Antiarrhythmic treatment was discontinued after surgery and not renewed. In addition, 28 patients with normal SR at the baseline visit who developed atrial arrhythmias during follow-up (all within 6 months of follow-up) were included in a secondary analysis (comprising a total of 178 patients with normal SR at baseline). Anticoagulation treatment with warfarin was discontinued 3 months after surgery and was not renewed for patients who: 1) were not implanted mechanical prosthetic valves; and 2) lacked other indications for anticoagulation treatment.
For patients implanted with mechanical valves, treatment with warfarin was continued for the entire follow-up period, and for this study population, this was the only indication for anticoagulation. All other study patients were treated with either clopidogrel or aspirin.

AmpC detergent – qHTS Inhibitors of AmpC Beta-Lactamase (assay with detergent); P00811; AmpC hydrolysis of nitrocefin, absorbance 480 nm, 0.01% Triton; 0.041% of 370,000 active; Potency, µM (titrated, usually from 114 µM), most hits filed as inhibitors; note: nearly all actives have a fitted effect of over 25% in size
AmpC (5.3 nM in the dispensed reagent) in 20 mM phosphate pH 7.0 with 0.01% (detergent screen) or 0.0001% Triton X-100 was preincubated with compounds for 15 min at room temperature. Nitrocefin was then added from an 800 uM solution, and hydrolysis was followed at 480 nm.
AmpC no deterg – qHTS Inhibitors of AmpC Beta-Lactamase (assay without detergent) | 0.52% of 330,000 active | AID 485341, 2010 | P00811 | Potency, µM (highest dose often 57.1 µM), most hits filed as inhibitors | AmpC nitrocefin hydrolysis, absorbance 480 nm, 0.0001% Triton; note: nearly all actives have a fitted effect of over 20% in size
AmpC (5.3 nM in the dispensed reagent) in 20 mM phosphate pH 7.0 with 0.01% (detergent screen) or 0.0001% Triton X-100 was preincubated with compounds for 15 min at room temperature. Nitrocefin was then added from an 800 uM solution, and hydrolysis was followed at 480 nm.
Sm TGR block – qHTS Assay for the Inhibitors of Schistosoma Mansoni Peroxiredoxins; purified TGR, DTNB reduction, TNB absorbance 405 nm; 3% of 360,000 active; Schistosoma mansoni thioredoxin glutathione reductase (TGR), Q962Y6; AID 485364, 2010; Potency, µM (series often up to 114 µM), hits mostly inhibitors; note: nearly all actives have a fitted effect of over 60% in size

Baseline demographic and clinical data were prospectively collected for all the patients. The CHA2DS2-VASc score (consisting of congestive heart failure; hypertension; age [2 points if ≥75 years]; diabetes mellitus; stroke, transient ischemic attack, or thromboembolism [2 points]; vascular disease; age [65 to 74 years]; and female sex category) was retrospectively calculated for each patient (9). All patients underwent baseline electrocardiographic and echocardiographic examinations before surgery. Follow-up was conducted at our institution's outpatient clinics. A complete physical examination, review of hospitalization records after index surgery (if extant), 12-lead electrocardiography, and 24-h Holter monitoring were performed as described previously. Detailed echocardiographic studies were performed at 3 and 12 months after surgery and annually thereafter. All available clinical data from visits not performed at our institution, including electrocardiography and Holter monitoring, were obtained.